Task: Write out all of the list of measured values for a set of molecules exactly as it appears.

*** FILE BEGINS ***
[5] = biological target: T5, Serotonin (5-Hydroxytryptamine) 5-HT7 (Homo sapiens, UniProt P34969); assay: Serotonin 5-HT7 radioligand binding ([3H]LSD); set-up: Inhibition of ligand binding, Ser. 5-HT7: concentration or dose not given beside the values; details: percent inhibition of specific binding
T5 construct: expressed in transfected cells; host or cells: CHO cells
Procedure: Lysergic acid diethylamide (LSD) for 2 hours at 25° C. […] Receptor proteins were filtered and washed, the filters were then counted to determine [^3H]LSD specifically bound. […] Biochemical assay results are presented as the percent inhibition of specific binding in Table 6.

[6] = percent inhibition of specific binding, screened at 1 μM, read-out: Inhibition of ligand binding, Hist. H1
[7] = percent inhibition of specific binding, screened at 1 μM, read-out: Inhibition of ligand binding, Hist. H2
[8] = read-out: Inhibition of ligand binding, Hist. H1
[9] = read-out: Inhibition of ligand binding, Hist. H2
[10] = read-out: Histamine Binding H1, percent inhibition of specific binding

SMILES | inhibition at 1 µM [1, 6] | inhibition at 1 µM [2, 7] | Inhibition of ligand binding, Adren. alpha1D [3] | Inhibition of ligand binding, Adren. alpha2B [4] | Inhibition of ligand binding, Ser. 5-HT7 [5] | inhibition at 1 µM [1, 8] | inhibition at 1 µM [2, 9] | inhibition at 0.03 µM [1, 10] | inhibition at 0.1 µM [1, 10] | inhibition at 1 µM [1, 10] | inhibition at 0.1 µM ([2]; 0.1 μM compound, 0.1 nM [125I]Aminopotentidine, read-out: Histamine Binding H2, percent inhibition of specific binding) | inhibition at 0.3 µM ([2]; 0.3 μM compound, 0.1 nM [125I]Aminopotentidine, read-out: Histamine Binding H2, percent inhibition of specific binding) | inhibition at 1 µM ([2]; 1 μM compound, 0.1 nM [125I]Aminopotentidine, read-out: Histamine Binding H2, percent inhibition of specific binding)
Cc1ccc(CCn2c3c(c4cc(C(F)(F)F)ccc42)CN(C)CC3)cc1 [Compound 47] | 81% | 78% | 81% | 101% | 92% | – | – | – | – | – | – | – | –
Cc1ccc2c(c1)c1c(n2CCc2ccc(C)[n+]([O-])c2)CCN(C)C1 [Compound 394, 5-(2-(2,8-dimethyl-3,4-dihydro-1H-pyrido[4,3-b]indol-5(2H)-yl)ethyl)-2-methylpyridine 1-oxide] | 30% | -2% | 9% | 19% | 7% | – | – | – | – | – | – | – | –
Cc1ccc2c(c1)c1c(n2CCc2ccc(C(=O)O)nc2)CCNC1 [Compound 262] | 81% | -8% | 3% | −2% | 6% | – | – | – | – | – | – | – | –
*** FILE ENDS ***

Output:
[5] = biological target: T5, Serotonin (5-Hydroxytryptamine) 5-HT7 (Homo sapiens, UniProt P34969); assay: Serotonin 5-HT7 radioligand binding ([3H]LSD); set-up: Inhibition of ligand binding, Ser. 5-HT7: concentration or dose not given beside the values; details: percent inhibition of specific binding
T5 construct: expressed in transfected cells; host or cells: CHO cells
Procedure: Lysergic acid diethylamide (LSD) for 2 hours at 25° C. […] Receptor proteins were filtered and washed, the filters were then counted to determine [^3H]LSD specifically bound. […] Biochemical assay results are presented as the percent inhibition of specific binding in Table 6.

[6] = percent inhibition of specific binding, screened at 1 μM, read-out: Inhibition of ligand binding, Hist. H1
[7] = percent inhibition of specific binding, screened at 1 μM, read-out: Inhibition of ligand binding, Hist. H2
[8] = read-out: Inhibition of ligand binding, Hist. H1
[9] = read-out: Inhibition of ligand binding, Hist. H2
[10] = read-out: Histamine Binding H1, percent inhibition of specific binding

SMILES | inhibition at 1 µM [1, 6] | inhibition at 1 µM [2, 7] | Inhibition of ligand binding, Adren. alpha1D [3] | Inhibition of ligand binding, Adren. alpha2B [4] | Inhibition of ligand binding, Ser. 5-HT7 [5] | inhibition at 1 µM [1, 8] | inhibition at 1 µM [2, 9] | inhibition at 0.03 µM [1, 10] | inhibition at 0.1 µM [1, 10] | inhibition at 1 µM [1, 10] | inhibition at 0.1 µM ([2]; 0.1 μM compound, 0.1 nM [125I]Aminopotentidine, read-out: Histamine Binding H2, percent inhibition of specific binding) | inhibition at 0.3 µM ([2]; 0.3 μM compound, 0.1 nM [125I]Aminopotentidine, read-out: Histamine Binding H2, percent inhibition of specific binding) | inhibition at 1 µM ([2]; 1 μM compound, 0.1 nM [125I]Aminopotentidine, read-out: Histamine Binding H2, percent inhibition of specific binding)
Cc1ccc(CCn2c3c(c4cc(C(F)(F)F)ccc42)CN(C)CC3)cc1 [Compound 47] | 81% | 78% | 81% | 101% | 92% | – | – | – | – | – | – | – | –
Cc1ccc2c(c1)c1c(n2CCc2ccc(C)[n+]([O-])c2)CCN(C)C1 [Compound 394, 5-(2-(2,8-dimethyl-3,4-dihydro-1H-pyrido[4,3-b]indol-5(2H)-yl)ethyl)-2-methylpyridine 1-oxide] | 30% | -2% | 9% | 19% | 7% | – | – | – | – | – | – | – | –
Cc1ccc2c(c1)c1c(n2CCc2ccc(C(=O)O)nc2)CCNC1 [Compound 262] | 81% | -8% | 3% | −2% | 6% | – | – | – | – | – | – | – | –